Let’s say that the SASSI did not exist, and I would have had only the DSM criteria and her history. I would have had her mother’s reflections and thoughts and observations, and—I don’t feel certain, but I’m guessing—she would have walked away with the understanding that she did not have a problem. She would have gone on as she had been—because I would not have been able to make a case that she did have a problem, because there would have been no data to base that on. She may well have been one of those who left the interview, and for the rest of her life said, “No, I don’t have a problem, so get off my back.” In a sense, I really believe that the SASSI saved this young woman’s life, or at least spared her significant pain. I have always been impressed by the accuracy of the SASSI. It picks up on people who really are “sincerely deluded.” It’s interesting that her score on the Defensiveness (DEF) scale was not particularly elevated, so it was not that she was being defensive, she was just unaware of how her drinking and symptoms associated with it were beyond the norm. Her elevated SAT score – at the 98th percentile – supports the interpretation that Aimee has little insight into what may be motivating her to drink with her friends, or the negative consequences that follow from spending time that way. I am very grateful for the SASSI, and I wouldn’t do an assessment or a screening without it. I literally would refuse, because just the verbal reports can be so misleading, although not intentionally misleading, necessarily. Clients will compare themselves with the people they know who are much further along in the addiction process, and not really understand that their own behavior is a problem, just because their own behavior is not yet as severe as what they see in others. The SASSI can put a client’s use into a broader, and often more realistic context.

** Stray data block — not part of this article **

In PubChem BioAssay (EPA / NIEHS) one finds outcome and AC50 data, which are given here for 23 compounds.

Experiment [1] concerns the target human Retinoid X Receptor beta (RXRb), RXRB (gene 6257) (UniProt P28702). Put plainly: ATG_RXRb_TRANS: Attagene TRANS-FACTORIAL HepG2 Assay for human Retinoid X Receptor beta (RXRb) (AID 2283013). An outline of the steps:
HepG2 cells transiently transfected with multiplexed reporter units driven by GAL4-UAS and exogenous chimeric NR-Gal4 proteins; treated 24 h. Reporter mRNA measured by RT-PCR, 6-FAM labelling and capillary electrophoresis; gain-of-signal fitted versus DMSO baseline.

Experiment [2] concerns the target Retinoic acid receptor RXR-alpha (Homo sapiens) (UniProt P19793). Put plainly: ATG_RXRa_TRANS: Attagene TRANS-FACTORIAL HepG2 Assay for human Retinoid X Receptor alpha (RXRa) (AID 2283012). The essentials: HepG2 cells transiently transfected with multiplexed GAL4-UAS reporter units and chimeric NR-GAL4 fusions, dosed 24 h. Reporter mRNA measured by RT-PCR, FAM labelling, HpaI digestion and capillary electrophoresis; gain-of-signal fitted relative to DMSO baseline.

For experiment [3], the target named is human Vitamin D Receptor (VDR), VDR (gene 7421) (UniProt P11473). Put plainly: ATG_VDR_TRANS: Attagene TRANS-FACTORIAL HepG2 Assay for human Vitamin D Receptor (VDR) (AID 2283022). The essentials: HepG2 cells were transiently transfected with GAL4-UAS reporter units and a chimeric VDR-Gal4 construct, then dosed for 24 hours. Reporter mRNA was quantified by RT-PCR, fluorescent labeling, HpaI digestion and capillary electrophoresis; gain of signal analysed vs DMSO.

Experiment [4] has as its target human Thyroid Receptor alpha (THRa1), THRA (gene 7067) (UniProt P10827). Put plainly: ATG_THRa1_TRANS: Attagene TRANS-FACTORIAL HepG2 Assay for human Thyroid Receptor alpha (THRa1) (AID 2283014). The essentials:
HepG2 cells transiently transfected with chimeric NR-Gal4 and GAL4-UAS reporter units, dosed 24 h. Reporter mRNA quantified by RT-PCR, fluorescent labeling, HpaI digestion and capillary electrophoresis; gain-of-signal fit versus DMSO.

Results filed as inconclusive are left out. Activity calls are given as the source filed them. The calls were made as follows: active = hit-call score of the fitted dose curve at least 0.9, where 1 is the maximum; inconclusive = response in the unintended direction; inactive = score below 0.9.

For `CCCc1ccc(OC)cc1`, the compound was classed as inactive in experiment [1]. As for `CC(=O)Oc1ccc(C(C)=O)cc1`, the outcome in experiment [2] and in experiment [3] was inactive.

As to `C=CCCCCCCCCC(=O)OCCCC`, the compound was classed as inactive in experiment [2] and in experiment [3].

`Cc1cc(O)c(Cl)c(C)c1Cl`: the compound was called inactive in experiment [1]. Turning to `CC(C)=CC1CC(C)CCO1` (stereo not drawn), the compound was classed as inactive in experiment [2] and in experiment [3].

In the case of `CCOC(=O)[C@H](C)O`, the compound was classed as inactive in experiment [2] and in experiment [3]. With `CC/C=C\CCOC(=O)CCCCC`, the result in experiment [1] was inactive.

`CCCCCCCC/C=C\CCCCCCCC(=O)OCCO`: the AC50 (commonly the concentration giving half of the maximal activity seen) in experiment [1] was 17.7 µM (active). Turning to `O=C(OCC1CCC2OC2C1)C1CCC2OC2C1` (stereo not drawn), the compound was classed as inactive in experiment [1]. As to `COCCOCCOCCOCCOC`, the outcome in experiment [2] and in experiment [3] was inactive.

Original depiction, written by Nancy Winningham, M.A. based on an actual experience a clinician had using the SASSI with a client. Adapted to reflect SASSI-4 information.
In a previous post, we discussed how the COVID-19 crisis is affecting the substance use disorder field throughout the country. Unfortunately, last week showed a dramatic increase in the number of reported cases nationally, particularly towards the end of the week (more than 40,000 additional reported cases, mostly from the west coast and southwest). As a result, many colleagues that had reopened for business to provide clients with critically needed services, unfortunately, had to close their doors again. Locally, we also experienced spikes. Not unexpectedly, we have seen a larger number of conference and venue cancellations than the already high numbers of cancellations reported previously. Fortunately, several venues have opted to hold teleconferences, thus allowing for a return to some semblance of normalcy.